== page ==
My wife regularly orders seeds online. When these beans showed up they were labeled "star fruit," which is clearly wrong. She planted the beans in a raised bed and they did very well. The bean pods radiated from the stalk in a spoke-light manner, which is probably where the "star" moniker came from. Here is what those plants looked like. They were maybe two to three feet tall when we started harvesting the beans when they started to dry out.bean plants

Here are what the dried beans look like. They are an off-green color with a white stripe.

The Beans

I am reluctant to eat them without knowing what they are. What type of beans are these?


1 Answer 1


It looks like a member of the genus Vigna, which is the type of bean originating in the Old World, as opposed to the genus Phaseolus, the New World beans most western gardeners are familiar with (think runner beans).

Judging by the color, your beans look a lot like mung beans, although the growth habit of the seed pods is slightly different. But judging by the cultivar name, that may be what inspired the name. (And breeding of food crops is sometimes focused on easy handling as well, just think of the bush/dwarf beans that carry their pods above the foliage instead of hidden within.)

Please note that this post doesn’t say “it certainly is a mung bean”, only that there are strong indicators that it is. I recommend you check with the seed source and confirm before eating. If the seeds were explicitly marked was food crop, you should be fine.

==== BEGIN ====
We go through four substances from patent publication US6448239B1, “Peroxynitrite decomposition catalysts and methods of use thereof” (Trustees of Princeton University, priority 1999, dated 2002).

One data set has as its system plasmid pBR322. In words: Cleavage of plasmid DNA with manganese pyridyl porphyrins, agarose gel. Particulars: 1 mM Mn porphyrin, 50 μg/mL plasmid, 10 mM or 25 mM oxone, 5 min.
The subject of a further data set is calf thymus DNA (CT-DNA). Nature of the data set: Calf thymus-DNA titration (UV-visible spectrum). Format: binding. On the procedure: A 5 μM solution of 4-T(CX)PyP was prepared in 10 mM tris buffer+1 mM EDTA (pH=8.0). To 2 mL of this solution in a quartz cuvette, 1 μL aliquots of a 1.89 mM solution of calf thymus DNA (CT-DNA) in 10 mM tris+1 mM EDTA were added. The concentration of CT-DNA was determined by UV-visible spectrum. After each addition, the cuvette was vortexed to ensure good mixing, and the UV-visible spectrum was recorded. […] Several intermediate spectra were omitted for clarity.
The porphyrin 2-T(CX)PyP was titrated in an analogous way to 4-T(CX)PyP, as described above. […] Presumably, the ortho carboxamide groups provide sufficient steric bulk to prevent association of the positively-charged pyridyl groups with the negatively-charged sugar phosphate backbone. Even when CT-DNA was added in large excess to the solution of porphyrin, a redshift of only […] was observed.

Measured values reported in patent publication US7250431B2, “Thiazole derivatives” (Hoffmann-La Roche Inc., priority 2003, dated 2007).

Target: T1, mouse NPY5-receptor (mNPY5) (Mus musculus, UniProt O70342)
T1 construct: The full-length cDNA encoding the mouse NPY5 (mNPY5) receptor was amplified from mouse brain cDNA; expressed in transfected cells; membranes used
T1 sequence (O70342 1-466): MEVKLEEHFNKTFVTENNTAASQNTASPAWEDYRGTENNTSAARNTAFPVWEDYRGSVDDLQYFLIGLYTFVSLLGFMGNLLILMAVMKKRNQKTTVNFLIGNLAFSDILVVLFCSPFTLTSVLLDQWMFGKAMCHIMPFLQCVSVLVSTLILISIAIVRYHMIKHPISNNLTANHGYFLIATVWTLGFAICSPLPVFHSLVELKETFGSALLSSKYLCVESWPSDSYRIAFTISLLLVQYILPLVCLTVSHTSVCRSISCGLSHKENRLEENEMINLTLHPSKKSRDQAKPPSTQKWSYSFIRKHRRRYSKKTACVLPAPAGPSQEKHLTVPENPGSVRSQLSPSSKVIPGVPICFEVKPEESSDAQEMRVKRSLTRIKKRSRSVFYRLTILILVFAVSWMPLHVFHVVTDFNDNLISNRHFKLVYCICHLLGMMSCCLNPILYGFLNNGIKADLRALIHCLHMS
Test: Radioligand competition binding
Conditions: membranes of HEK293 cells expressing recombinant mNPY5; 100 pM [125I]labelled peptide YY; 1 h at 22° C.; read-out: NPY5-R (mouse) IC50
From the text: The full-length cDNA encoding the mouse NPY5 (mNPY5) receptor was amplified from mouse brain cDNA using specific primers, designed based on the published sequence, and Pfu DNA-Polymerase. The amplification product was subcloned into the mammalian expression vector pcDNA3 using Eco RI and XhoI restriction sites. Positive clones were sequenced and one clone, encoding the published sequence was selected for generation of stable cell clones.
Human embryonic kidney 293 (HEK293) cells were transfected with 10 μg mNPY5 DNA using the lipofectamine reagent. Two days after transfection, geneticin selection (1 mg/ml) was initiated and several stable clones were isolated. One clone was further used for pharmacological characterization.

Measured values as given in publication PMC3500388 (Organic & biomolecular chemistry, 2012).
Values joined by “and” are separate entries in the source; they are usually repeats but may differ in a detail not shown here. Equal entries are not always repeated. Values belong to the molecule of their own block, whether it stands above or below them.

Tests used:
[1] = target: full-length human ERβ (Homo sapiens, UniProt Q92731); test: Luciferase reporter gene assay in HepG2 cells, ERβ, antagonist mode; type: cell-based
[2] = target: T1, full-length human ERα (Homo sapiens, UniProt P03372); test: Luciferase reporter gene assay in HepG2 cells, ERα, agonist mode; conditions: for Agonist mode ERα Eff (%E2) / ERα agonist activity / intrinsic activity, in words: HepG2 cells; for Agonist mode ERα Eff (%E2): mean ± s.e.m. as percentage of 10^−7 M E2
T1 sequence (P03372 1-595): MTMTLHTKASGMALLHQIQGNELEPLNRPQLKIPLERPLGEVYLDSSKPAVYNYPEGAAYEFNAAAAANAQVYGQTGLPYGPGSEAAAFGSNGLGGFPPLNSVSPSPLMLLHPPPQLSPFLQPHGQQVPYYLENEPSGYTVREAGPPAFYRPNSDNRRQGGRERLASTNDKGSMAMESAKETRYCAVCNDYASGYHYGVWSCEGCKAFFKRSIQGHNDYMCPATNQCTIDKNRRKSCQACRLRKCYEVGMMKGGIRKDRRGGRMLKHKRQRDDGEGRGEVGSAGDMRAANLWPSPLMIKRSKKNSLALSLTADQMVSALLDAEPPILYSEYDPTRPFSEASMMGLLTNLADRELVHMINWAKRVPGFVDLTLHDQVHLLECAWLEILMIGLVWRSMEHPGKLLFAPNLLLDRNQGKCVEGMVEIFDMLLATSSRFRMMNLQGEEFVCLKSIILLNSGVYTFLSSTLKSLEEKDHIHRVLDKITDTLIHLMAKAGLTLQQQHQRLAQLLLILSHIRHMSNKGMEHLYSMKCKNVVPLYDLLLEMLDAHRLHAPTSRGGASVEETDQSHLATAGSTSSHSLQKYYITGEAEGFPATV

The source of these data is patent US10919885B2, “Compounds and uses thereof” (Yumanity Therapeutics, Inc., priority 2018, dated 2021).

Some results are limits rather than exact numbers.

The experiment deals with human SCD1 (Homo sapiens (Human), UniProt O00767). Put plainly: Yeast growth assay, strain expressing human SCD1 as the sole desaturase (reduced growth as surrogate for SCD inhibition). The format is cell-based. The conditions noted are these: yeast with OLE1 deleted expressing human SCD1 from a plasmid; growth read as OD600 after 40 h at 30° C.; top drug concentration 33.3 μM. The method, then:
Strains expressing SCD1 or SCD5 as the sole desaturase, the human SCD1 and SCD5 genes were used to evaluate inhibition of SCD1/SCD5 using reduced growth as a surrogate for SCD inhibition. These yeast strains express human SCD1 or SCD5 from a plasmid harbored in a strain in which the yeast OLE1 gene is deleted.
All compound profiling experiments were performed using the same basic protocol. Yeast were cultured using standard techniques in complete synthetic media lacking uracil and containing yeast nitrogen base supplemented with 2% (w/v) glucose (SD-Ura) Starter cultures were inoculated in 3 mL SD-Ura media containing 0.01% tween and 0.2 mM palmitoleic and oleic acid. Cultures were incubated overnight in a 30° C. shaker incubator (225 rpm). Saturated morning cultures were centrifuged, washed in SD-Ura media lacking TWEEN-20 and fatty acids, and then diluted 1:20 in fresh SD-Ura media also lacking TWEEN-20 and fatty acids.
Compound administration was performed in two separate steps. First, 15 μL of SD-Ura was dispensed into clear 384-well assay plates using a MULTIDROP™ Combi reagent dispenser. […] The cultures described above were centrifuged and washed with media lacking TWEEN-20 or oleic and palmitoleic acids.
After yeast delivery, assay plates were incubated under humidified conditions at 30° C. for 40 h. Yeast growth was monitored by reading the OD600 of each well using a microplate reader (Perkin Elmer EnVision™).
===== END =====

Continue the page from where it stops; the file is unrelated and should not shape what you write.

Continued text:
• Thank you for the answer. They certainly do look like mung beans. I will do a little more research before marking your answer as correct. Apr 7, 2020 at 15:47
  • After looking up images of the plants, I can confirm that these are mung beans. Very nice. My wife is going to plant a crop of them and we'll enjoy eating the rest. As for confirming that the seeds are marked as food crop, that is not possible. The packaging is long gone. In addition, my wife orders seeds online from places in the U.S, but they almost always arrive from an international destination, like Hong Kong or Thailand. I wonder what our postal carrier thinks. Apr 7, 2020 at 16:05
  • Looking at the picture, this are Mung beans,These may have come from India, this grows in India on large bases and one of the staple food. They easy to make sprouts. Apr 20, 2020 at 20:07

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